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Synthetics drugs and proprietary economics

An excerpt from Medicinal Plants and the Pharmaceutical Industry, an article by James A. Duke from the Center for New Crops & Plant Products, at Purdue University. Circa 1993.

American consumers want natural drugs, believing natural drugs are safer than synthetics.  The pharmaceutical firms seem to prefer synthetics or semisynthetics, in part due to proprietary economic reasons.  The health of the drug company by necessity must concern the drug company before the health of the consumer.  As noted in a recent International Trade Commission Study, "Between 1976 and 1990, the cost of developing a pharmaceutical product in the US increased from $54 million to $231 million.  Only one out of every 4,000-10,000 compounds discovered can be marketed commercially--after which a company has less than ten years to partially recoup its R&D investment before its patent expires and generic manufacturers enter the market or a me-too drug is created by a competitor" (Chemical Marketing Reporter 1991). Such investments may lead pharmaceutical firms to prefer a proprietary synthetic or semisynthetic to a relatively less proprietary herbal or natural product.

American pharmaceutical firms often seek the semisynthetic and avoid the natural compound, when, at least in some cases, the natural compound might be best.  The pharmaceutical firm must consider several attributes including, safety, efficacy, reproducibility of results, patentability, and profitability. With at least $7,000 in public relations directed to each physician in this country by the pharmaceutical firms, the physicians may reflect the same priorities as the pharmaceutical firms.  Consumers, National Institute of Health, Food and Drug Administration, and the government as a whole should seek the safest, cheapest, most efficacious drugs.  Often, these could prove to be standardized herbs or relatively unpatentable natural products, placing the drug companies and the consumers and government's interests in conflict.  More than 10% of Americans can't even afford modern medicine and/or insurance. Farnsworth (1990) estimates that about 64% of the world's population or 3.2 billion people use plants as drugs (largely unable to afford modern medicine). If their drugs are worth as much to them economically as modern medicine is to Americans, these plants are worth trillions of dollars.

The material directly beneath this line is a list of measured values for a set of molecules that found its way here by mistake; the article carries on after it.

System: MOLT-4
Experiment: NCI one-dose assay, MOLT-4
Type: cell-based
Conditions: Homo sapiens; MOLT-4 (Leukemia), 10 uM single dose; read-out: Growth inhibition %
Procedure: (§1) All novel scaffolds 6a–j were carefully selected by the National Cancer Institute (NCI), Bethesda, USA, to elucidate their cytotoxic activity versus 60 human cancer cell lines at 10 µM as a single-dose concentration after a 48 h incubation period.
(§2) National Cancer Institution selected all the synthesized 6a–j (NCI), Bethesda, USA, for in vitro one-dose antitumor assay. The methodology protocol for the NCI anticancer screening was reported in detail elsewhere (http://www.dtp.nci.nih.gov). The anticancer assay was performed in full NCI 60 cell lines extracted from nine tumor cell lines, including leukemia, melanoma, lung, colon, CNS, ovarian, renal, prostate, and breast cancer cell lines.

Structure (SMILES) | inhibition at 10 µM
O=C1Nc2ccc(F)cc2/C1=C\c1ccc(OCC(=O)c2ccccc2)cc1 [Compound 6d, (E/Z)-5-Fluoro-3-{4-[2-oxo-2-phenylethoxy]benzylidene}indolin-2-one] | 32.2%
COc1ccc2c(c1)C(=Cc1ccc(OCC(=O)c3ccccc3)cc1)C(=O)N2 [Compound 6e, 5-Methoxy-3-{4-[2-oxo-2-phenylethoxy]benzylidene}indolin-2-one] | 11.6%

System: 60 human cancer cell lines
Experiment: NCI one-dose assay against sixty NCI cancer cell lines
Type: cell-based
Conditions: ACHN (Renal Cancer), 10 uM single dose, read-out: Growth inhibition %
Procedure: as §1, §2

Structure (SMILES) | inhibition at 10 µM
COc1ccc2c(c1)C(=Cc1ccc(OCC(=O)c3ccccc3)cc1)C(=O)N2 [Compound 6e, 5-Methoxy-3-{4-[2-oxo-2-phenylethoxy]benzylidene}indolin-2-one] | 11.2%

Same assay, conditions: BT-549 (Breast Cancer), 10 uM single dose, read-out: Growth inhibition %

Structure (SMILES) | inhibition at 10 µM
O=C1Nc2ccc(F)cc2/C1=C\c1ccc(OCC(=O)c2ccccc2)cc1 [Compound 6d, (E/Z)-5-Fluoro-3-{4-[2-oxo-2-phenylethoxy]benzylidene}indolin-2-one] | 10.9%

Takeaways:

  • It's against the law to patent a natural plant
  • To make money pharmaceutical firms seek to create synthetic drugs based on the properties of natural plants
  • Most natural plants work far better than their synthetic counterparts
  • Pharmaceutical are in the business of making money, so it's up to the public to get educated about what really works
  • Well meaning MDs and Docs don't stand a chance against the marketing budgets of big pharma

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